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2018 Conference Presentation

Specific user groups United States

10 September 2018

Institutional support for informal caregivers as a mechanism to enhance care recipient use of social service delivery systems

Courtney Van Houtven, Durham VA and Duke, United States

Megan Shepherd-Banigan, Durham VA and Duke
Valerie Smith, Durham VA and Duke


Background: Since 2001, the United States has deployed more than 2.7 million troops. Upon returning home, many injured veterans face substantial barriers to work-related integration and unmet physical and mental health needs. These challenges have negative ramifications for the mental health of informal caregivers. The Department of Veterans Affairs (VA) offers a range of medical and social services to eligible veterans. Moreover, in 2010, Congress established the nationwide VA Program of Comprehensive Assistance for Family Caregivers (PCAFC) to increase caregiver knowledge of and integration into the VA system. Prior work found that enrollment in PCAFC was associated with increased use of veteran outpatient health services (Van Houtven et al, 2017). Building on this work, we propose to examine whether institutional support for family caregivers can enhance veteran use of the following VA social services: supported employment, vocational rehabilitation and education assistance.

Methods: Instrumental variable estimation addresses endogenous selection into the PCAFC program. Six month lagged medical-center approval rates for PCAFC, which vary in value and over time at 151 medical centers, are exogenous to individual patient and caregiver characteristics but strongly predict program enrollment, effectively quasi-randomizing dyads to treatment or control. Those who apply, but are not accepted into PCAFC, serve as the non-equivalent control group. The first stage probit model predicting PCAFC enrollment, in addition to the IV, also controls for baseline patient demographics (e.g. race, ethnicity, age, marital status), economic status, mental and physical health conditions from ICD9 codes, prior outpatient utilization, relationship to the caregiver (spouse, adult child, other), along with medical-center and time fixed effects. The second stage model, a Cox proportional hazard model with two-stage residual inclusion, will estimate the effect of institutional support of caregivers on time until veteran social service use, using bias correction methods suggested by Martinez-Camblor et al, 2017. The three social service use outcomes, time to use of supported employment, vocational rehabilitation, and education assistance, are modeled separately.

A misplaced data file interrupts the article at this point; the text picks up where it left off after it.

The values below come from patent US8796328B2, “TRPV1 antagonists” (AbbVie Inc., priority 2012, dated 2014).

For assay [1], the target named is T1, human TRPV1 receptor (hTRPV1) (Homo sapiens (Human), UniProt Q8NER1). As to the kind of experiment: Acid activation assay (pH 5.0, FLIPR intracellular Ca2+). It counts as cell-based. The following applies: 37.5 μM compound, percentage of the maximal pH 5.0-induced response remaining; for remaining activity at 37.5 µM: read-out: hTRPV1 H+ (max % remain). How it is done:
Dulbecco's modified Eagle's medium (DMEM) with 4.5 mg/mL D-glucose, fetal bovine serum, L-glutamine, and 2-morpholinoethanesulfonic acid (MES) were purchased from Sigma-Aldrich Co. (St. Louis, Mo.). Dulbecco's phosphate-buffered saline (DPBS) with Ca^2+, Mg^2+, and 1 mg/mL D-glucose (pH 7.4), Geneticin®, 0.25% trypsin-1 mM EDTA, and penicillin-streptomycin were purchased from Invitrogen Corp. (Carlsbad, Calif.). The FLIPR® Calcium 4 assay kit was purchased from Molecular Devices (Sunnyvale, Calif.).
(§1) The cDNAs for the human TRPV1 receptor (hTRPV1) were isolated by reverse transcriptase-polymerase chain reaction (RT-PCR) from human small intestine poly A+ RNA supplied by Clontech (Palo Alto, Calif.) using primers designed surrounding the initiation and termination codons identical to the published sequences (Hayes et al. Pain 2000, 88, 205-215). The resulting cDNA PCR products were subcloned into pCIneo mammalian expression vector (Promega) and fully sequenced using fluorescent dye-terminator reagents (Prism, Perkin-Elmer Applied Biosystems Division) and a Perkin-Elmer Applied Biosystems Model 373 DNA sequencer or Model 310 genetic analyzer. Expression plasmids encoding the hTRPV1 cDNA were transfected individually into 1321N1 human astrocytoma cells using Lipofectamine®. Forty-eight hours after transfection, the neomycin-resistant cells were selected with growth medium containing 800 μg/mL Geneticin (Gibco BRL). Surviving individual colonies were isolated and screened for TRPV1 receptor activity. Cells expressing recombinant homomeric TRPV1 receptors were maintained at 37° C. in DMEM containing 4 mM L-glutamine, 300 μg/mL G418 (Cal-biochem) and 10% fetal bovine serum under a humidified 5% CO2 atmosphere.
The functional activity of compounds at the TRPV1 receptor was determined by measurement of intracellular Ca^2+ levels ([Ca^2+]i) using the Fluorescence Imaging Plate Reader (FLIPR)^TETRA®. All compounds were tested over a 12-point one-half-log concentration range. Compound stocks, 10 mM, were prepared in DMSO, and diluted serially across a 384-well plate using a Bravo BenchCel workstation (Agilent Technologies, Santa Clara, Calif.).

Results: The cohort contains 15,836 veterans whose caregivers were enrolled in and 9,106 veterans whose caregivers applied, but were not accepted into PCAFC. Enrolled veterans were a lower proportion female (7.6% versus 10.9%) and were on average 2.4 years younger than control group veterans. A higher proportion of enrolled veterans had musculoskeletal disorders (64.8% versus 58.9%) and post-traumatic stress disorder (73.7% versus 60.2%) compared to control group veterans. Preliminary first stage probit models indicate that the IV was empirically strong (F-Statistic>10) depending on the model specification. The second stage models will be estimated in April 2018, with completed results expected prior to the ILPN conference.

Conclusions: Reintegrating into work after military service injury could yield lifelong positive welfare gains for disabled adults and their families and positive system outcomes if it reduces use of disability benefits and/or reduces costly health services use. This research could have important implications for international policy efforts to train and support informal caregivers by quantifying the extent to which trained and supported caregivers can be an effective mechanism to help disabled individuals engage in social services.

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